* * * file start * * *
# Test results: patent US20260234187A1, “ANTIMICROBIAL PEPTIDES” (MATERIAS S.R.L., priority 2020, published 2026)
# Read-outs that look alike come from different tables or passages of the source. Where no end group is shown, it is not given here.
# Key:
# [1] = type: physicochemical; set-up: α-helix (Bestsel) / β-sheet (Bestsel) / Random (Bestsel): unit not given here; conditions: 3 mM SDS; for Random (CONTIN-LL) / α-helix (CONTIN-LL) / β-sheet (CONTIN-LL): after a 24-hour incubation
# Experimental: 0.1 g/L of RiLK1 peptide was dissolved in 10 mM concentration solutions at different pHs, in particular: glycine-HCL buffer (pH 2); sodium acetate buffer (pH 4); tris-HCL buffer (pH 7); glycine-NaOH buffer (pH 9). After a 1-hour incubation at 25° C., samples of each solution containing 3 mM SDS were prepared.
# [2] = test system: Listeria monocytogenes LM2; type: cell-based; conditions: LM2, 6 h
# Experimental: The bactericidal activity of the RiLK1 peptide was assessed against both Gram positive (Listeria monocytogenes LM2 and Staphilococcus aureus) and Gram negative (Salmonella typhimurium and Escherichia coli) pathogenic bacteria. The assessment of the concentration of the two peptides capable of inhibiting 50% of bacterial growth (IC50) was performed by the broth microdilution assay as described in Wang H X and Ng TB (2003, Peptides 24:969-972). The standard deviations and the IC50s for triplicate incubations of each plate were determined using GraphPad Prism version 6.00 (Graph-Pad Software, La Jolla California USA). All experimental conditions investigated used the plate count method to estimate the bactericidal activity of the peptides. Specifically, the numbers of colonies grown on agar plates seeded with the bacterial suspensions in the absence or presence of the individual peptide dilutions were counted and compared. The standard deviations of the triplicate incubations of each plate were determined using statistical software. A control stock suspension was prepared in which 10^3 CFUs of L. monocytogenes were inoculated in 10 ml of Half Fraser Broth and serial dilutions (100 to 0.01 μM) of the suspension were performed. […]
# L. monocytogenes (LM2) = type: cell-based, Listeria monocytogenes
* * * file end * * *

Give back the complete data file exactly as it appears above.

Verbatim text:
# Test results: patent US20260234187A1, “ANTIMICROBIAL PEPTIDES” (MATERIAS S.R.L., priority 2020, published 2026)
# Read-outs that look alike come from different tables or passages of the source. Where no end group is shown, it is not given here.
# Key:
# [1] = type: physicochemical; set-up: α-helix (Bestsel) / β-sheet (Bestsel) / Random (Bestsel): unit not given here; conditions: 3 mM SDS; for Random (CONTIN-LL) / α-helix (CONTIN-LL) / β-sheet (CONTIN-LL): after a 24-hour incubation
# Experimental: 0.1 g/L of RiLK1 peptide was dissolved in 10 mM concentration solutions at different pHs, in particular: glycine-HCL buffer (pH 2); sodium acetate buffer (pH 4); tris-HCL buffer (pH 7); glycine-NaOH buffer (pH 9). After a 1-hour incubation at 25° C., samples of each solution containing 3 mM SDS were prepared.
# [2] = test system: Listeria monocytogenes LM2; type: cell-based; conditions: LM2, 6 h
# Experimental: The bactericidal activity of the RiLK1 peptide was assessed against both Gram positive (Listeria monocytogenes LM2 and Staphilococcus aureus) and Gram negative (Salmonella typhimurium and Escherichia coli) pathogenic bacteria. The assessment of the concentration of the two peptides capable of inhibiting 50% of bacterial growth (IC50) was performed by the broth microdilution assay as described in Wang H X and Ng TB (2003, Peptides 24:969-972). The standard deviations and the IC50s for triplicate incubations of each plate were determined using GraphPad Prism version 6.00 (Graph-Pad Software, La Jolla California USA). All experimental conditions investigated used the plate count method to estimate the bactericidal activity of the peptides. Specifically, the numbers of colonies grown on agar plates seeded with the bacterial suspensions in the absence or presence of the individual peptide dilutions were counted and compared. The standard deviations of the triplicate incubations of each plate were determined using statistical software. A control stock suspension was prepared in which 10^3 CFUs of L. monocytogenes were inoculated in 10 ml of Half Fraser Broth and serial dilutions (100 to 0.01 μM) of the suspension were performed. […]
# L. monocytogenes (LM2) = type: cell-based, Listeria monocytogenes